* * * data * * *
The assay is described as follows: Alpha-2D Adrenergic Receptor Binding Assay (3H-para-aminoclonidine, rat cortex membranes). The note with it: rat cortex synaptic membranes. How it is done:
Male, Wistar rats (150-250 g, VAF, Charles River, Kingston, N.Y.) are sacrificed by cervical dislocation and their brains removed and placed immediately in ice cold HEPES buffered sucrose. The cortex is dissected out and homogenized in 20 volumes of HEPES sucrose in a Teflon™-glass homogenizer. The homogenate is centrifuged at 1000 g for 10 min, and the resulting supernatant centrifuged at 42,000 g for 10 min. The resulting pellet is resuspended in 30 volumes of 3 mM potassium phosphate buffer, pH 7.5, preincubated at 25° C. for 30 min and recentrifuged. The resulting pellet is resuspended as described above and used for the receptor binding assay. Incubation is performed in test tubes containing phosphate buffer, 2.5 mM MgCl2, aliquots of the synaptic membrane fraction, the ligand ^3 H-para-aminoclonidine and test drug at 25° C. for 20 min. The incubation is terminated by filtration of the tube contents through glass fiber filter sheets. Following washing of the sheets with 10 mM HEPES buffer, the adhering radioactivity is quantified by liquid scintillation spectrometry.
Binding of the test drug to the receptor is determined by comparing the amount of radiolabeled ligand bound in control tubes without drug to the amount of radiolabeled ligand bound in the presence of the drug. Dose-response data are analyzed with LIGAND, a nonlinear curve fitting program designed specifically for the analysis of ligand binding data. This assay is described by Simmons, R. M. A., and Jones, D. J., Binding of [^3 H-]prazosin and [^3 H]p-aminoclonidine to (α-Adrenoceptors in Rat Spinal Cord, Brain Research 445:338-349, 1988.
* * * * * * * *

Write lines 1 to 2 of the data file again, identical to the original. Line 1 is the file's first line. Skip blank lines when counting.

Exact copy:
The assay is described as follows: Alpha-2D Adrenergic Receptor Binding Assay (3H-para-aminoclonidine, rat cortex membranes). The note with it: rat cortex synaptic membranes. How it is done:
Male, Wistar rats (150-250 g, VAF, Charles River, Kingston, N.Y.) are sacrificed by cervical dislocation and their brains removed and placed immediately in ice cold HEPES buffered sucrose. The cortex is dissected out and homogenized in 20 volumes of HEPES sucrose in a Teflon™-glass homogenizer. The homogenate is centrifuged at 1000 g for 10 min, and the resulting supernatant centrifuged at 42,000 g for 10 min. The resulting pellet is resuspended in 30 volumes of 3 mM potassium phosphate buffer, pH 7.5, preincubated at 25° C. for 30 min and recentrifuged. The resulting pellet is resuspended as described above and used for the receptor binding assay. Incubation is performed in test tubes containing phosphate buffer, 2.5 mM MgCl2, aliquots of the synaptic membrane fraction, the ligand ^3 H-para-aminoclonidine and test drug at 25° C. for 20 min. The incubation is terminated by filtration of the tube contents through glass fiber filter sheets. Following washing of the sheets with 10 mM HEPES buffer, the adhering radioactivity is quantified by liquid scintillation spectrometry.